£5,000 in cash? Here’s how I’d aim for a second income worth £3,815

Millions of us worldwide invest in stocks for a second income. Here, Dr James Fox picks one stock he thinks will help build up his portfolio.

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Most of us, maybe all of us, would love a second income. Whether that’s to help us pay for bills, cover the cost of leasing a car, or something that makes those summer holidays a little more achievable. A second income is certainly a boost.

And, of course, if I’m a UK resident, it can all be tax free if I invest through a Stocks and Shares ISA. This incredibly useful vehicle protects my wealth generation from capital gains and my second income from tax.

Please note that tax treatment depends on the individual circumstances of each client and may be subject to change in future. The content in this article is provided for information purposes only. It is not intended to be, neither does it constitute, any form of tax advice.

Getting started

Let’s imagine I’ve got £5,000 to kick off my investment journey. Well, the first thing I’m going to have to do is open an investment account. I use Hargreaves Lansdown, but it’s expensive. There are a range of alternatives including AJ Bell and Robinhood UK. And of course, I’m going to want to use the ISA if I can.

Next, I need a strategy. I need to recognise that £5,000 isn’t going to get me a substantial second income right away. In fact, £5,000 could probably only bring in around £350 a year, assuming I invested in stocks with an average 7% dividend yield — it’d be hard to achieve much better.

So how will I build my £5,000 into something much bigger? Well, I need to consider contributing more money, perhaps a small percentage of my salary, or maybe £200 a month. And I also need to reinvest my portfolio’s earnings each year so that my gains compound.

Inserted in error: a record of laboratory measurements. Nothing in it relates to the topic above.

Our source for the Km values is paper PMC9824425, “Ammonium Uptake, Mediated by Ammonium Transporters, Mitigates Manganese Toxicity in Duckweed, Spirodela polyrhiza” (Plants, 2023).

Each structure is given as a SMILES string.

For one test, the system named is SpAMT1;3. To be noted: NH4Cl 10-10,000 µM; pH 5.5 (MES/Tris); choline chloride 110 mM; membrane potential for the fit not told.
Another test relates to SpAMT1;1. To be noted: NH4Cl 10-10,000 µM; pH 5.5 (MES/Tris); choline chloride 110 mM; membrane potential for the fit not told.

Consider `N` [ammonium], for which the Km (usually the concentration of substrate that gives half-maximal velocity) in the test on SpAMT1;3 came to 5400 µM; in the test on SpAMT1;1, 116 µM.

After just 10 years, and hoping for a strong return of 10% annually (which is by no means guaranteed), I could grow my £5,000 into £54,503. This would be enough for me to generate £3,815 a year — a considerable improvement from just £350.

Created at thecalculatorsite.com

Investing for growth

Of course, the first phase isn’t about investing for dividends. It’s about investing to grow my portfolio so I can draw a larger passive income in the future. So where should I invest?

GigaCloud Technology (NASDAQ:GCT) is a little volatile, but I think it’s simply underappreciated. I invest in GigaCloud as part of a diverse group of holdings because it I’m hoping it will realise fair value and in turn help my portfolio grow into something that can generate a substantial passive income.

The company, despite its tech-focused name, connects furniture manufacturers, predominantly in China, with resellers and customers in North America and Europe.

Disruption to global shipping does pose a risk to this full-solution company, but management recently said that the Houthi activity in Bab el-Mandeb strait was having limited impact as GigaCloud’s largest market is North America.

Nonetheless, its rise has been phenomenal over the past 12 months, with revenues increasing 94.8%. Moreover, it’s very cheap. The company is trading at 11.15 times earnings for 2024, 9.4 times earnings for 2025, and 6.9 times earnings for 2026.

I appreciate the company raises some alarm bells. It’s clearly not the American firm it claims to be — it’s Chinese. But its earnings trajectory is hugely exciting. It fact, earnings are expecting to grow by another 71.9% over the next 12 months. It’s an impressive story.

Finally, it’s got momentum on its side. The stock is up a considerable 478% over the past 12 months. It could go higher based on the metrics above.

Should you invest, the value of your investment may rise or fall and your capital is at risk. Before investing, your individual circumstances should be assessed. Consider taking independent financial advice.

James Fox has positions in GigaCloud Technology Inc, and Hargreaves Lansdown Plc. The Motley Fool UK has recommended Hargreaves Lansdown Plc. Views expressed on the companies mentioned in this article are those of the writer and therefore may differ from the official recommendations we make in our subscription services such as Share Advisor, Hidden Winners and Pro. Here at The Motley Fool we believe that considering a diverse range of insights makes us better investors.

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